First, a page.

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Radial Artery Coronary Bypass Conduit
Abstract & Commentary
Synopsis: Using a radial raft, as opposed to a vein graft as the second bypass in patients receiving a LITA to the LAD, resulted in less late mortality without a lot of quality data to support it.
Source: Zacharias A, et al. Circulation. 2004;109: 1489-1496.
The survival benefit of using the left internal thoracic artery (LITA) to bypass the left anterior descending coronary artery (LAD), as compared to a saphenous vein graft, has been demonstrated. However, the best second choice is unclear, so Zacharias and colleagues from the Medical College of Ohio tested the hypothesis that a radial artery graft would be superior to a vein graft. This was retrospective observational analysis of their experience using propensity watching to overcome confounding effects. Between January 1996 and December 2002, there were 3161 isolated multigraft LITA-LAD bypass patients, of whom 1292 (41%) received a radial graft to the second vessel vs 1869 (59%) who received a vein. Since there were clinical differences between the 2 groups, 925 radial patients were propensity matched to vein patients. Perioperative outcomes were the same for both groups including death (1%). Cumulative 6-year survival was 92% for radial patients and 87% for vein patients (risk ratio, .68; P < .03). Repeat catheterization and revascularization rates were similar, but vein graft failure was higher than radial graft failure (41% vs 29%; P = .04). However, LITA patency was best with a failure rate of 6%. All LITA grafts were to the LAD. Chockolingam et al concluded that using a radial raft, as opposed to a vein graft as the second bypass in patients receiving a LITA to the LAD, resulted in less late mortality.
Comment by Michael H. Crawford, MD
Based upon the improved survival of patients with LITA to LAD grafts, the concept of an all-arterial coronary bypass operation has emerged without a lot of quality data to support it. Although retropective, this is a well-done study that attempts to answer the limited question of whether the radial artery or a vein graft is the best second graft after a LITA to LAD. Using several statistical manipulations to match patients in a large database, the results show improved survival with the radial graft. These results parallel those of studies comparing using the right ITA vs a vein graft for the second vessel. However, now that the routine use of calcium blockers has eliminated the problem of radial artery spasm, there are several perceived advantages of the radial artery vs bilateral ITA grafts: 1) radials are larger; 2) easier to prepare; 3) can be harvested simultaneously with the LITA; 4) can reach remote arteries better than RITA pedicle grafts; and 5) decrease the incidence of sternal wound infection as compared to bilateral ITAs. Unfortunately, there has not been a direct comparison of the 2 all arterial approaches. Also, there is the issue of what to do for the third graft: 1) a piece of left over radial; 2) ITAs and a radial; 3) LITA, radial and an abdominal vessel (gastroepiploic, splenic); or 4) a vein. The use of a vein would increase the likelihood of a graft failure, so many prefer an all-arterial approach when feasible. This study lends more credence to this concept, but a prospective randomized trial would be more convincing.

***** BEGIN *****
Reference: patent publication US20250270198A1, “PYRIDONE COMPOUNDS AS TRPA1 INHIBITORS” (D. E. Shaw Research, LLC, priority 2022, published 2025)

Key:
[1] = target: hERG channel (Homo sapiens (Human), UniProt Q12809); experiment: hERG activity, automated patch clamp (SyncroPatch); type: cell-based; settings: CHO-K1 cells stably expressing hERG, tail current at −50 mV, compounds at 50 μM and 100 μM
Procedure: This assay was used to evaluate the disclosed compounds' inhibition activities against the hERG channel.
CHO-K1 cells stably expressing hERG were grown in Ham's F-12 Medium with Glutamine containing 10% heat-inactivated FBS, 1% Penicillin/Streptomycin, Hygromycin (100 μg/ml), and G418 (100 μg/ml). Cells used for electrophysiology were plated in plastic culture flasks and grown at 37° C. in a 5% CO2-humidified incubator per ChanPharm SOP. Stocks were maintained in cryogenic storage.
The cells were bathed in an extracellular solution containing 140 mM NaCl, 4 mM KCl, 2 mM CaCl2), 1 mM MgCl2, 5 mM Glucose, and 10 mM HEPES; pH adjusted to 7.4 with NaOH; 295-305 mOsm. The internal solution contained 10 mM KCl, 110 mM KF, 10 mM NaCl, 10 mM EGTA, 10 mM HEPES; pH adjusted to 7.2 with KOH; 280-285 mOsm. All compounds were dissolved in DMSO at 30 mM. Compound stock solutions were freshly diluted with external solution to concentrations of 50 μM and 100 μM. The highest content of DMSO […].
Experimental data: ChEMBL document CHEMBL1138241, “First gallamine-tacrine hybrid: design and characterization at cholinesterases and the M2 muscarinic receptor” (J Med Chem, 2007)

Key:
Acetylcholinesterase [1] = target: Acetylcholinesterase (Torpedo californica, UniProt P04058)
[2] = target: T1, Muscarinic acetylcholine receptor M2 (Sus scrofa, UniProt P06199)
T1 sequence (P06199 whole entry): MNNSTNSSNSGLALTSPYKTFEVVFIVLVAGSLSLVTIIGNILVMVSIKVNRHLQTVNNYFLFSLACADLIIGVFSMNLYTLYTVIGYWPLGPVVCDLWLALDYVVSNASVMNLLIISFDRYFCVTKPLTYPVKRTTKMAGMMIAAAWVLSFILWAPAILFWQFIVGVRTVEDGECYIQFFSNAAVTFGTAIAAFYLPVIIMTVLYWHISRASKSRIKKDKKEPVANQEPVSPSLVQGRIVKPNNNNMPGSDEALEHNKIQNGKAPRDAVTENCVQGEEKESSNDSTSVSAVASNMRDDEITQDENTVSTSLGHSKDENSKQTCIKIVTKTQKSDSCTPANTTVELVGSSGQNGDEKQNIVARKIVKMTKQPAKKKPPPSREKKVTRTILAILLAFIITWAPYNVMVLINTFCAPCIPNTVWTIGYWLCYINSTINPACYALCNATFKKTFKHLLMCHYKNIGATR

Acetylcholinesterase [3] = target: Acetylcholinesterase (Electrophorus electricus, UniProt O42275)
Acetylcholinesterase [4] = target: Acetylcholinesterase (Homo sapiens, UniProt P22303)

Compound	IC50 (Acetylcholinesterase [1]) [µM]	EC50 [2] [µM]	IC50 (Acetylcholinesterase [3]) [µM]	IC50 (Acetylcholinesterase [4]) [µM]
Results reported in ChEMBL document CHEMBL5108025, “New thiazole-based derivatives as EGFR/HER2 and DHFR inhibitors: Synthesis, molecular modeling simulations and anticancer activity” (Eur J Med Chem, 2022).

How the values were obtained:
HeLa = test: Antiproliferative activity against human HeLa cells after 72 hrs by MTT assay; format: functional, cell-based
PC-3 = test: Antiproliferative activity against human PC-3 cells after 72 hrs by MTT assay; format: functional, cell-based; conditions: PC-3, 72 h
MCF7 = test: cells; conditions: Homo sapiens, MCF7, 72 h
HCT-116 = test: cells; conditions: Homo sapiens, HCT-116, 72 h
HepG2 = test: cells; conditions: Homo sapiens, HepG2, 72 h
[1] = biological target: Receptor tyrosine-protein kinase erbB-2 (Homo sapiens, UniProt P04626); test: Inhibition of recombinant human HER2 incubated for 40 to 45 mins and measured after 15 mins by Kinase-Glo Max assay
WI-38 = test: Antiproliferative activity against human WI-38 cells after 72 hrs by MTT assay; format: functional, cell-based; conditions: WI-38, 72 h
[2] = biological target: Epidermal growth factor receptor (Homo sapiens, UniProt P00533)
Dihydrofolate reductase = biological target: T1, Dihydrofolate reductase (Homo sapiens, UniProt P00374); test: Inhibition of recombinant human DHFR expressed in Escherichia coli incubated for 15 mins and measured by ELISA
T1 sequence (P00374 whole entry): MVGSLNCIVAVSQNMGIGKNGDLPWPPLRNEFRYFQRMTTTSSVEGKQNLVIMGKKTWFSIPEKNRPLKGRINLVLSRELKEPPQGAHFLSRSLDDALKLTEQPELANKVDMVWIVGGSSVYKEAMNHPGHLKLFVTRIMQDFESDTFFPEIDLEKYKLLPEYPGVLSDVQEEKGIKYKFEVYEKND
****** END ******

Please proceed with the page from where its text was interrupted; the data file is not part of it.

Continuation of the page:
Michael H. Crawford, MD, Professor of Medicine, Associate Chief of Cardiology for Clinical Programs, University of California San Francisco, is Editor of Clinical Cardiology Alert.